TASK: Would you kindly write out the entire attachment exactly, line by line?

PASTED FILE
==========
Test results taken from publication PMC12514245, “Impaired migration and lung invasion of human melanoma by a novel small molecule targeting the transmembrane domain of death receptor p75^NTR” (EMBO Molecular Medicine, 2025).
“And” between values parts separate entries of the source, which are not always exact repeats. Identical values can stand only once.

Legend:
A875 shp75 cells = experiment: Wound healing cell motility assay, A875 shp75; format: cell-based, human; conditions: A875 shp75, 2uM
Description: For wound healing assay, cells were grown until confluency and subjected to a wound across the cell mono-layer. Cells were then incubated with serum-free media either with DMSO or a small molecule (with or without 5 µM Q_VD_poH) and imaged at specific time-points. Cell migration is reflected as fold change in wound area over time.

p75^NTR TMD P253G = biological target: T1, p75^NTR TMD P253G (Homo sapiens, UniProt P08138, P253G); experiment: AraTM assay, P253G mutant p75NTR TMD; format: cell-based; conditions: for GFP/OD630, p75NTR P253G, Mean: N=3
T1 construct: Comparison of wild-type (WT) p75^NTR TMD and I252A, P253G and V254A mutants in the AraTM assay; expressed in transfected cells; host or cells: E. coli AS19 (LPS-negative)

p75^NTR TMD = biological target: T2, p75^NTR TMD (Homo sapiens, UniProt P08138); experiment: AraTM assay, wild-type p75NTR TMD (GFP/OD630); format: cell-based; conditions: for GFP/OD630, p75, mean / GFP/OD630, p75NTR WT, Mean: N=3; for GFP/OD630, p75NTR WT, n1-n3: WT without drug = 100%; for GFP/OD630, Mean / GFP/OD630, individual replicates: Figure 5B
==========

Test results taken from publication PMC12514245, “Impaired migration and lung invasion of human melanoma by a novel small molecule targeting the transmembrane domain of death receptor p75^NTR” (EMBO Molecular Medicine, 2025).
“And” between values parts separate entries of the source, which are not always exact repeats. Identical values can stand only once.

Legend:
A875 shp75 cells = experiment: Wound healing cell motility assay, A875 shp75; format: cell-based, human; conditions: A875 shp75, 2uM
Description: For wound healing assay, cells were grown until confluency and subjected to a wound across the cell mono-layer. Cells were then incubated with serum-free media either with DMSO or a small molecule (with or without 5 µM Q_VD_poH) and imaged at specific time-points. Cell migration is reflected as fold change in wound area over time.

p75^NTR TMD P253G = biological target: T1, p75^NTR TMD P253G (Homo sapiens, UniProt P08138, P253G); experiment: AraTM assay, P253G mutant p75NTR TMD; format: cell-based; conditions: for GFP/OD630, p75NTR P253G, Mean: N=3
T1 construct: Comparison of wild-type (WT) p75^NTR TMD and I252A, P253G and V254A mutants in the AraTM assay; expressed in transfected cells; host or cells: E. coli AS19 (LPS-negative)

p75^NTR TMD = biological target: T2, p75^NTR TMD (Homo sapiens, UniProt P08138); experiment: AraTM assay, wild-type p75NTR TMD (GFP/OD630); format: cell-based; conditions: for GFP/OD630, p75, mean / GFP/OD630, p75NTR WT, Mean: N=3; for GFP/OD630, p75NTR WT, n1-n3: WT without drug = 100%; for GFP/OD630, Mean / GFP/OD630, individual replicates: Figure 5B